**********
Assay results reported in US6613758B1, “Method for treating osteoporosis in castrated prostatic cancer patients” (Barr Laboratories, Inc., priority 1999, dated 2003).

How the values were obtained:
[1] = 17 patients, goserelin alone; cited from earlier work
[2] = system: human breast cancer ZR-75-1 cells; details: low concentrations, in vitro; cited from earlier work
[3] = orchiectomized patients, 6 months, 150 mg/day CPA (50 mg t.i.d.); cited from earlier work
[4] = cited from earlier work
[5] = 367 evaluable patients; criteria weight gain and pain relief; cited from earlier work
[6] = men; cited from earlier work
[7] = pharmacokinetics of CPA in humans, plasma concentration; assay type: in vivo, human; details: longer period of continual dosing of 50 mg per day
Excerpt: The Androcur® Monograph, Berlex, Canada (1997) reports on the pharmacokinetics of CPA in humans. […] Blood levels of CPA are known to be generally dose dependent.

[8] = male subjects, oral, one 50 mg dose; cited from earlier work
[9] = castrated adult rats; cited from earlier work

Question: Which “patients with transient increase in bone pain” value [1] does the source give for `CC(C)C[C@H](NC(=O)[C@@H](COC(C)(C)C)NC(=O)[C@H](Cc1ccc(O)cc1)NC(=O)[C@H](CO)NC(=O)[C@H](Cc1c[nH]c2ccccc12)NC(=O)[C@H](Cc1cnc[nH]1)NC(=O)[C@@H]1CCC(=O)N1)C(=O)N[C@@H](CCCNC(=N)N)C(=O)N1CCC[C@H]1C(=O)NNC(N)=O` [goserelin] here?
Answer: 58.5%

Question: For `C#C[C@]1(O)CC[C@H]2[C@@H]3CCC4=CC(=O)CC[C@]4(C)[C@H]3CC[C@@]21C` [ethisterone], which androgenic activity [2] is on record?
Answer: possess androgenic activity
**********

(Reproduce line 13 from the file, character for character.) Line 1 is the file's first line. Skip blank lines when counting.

Question: Which “patients with transient increase in bone pain” value [1] does the source give for `CC(C)C[C@H](NC(=O)[C@@H](COC(C)(C)C)NC(=O)[C@H](Cc1ccc(O)cc1)NC(=O)[C@H](CO)NC(=O)[C@H](Cc1c[nH]c2ccccc12)NC(=O)[C@H](Cc1cnc[nH]1)NC(=O)[C@@H]1CCC(=O)N1)C(=O)N[C@@H](CCCNC(=N)N)C(=O)N1CCC[C@H]1C(=O)NNC(N)=O` [goserelin] here?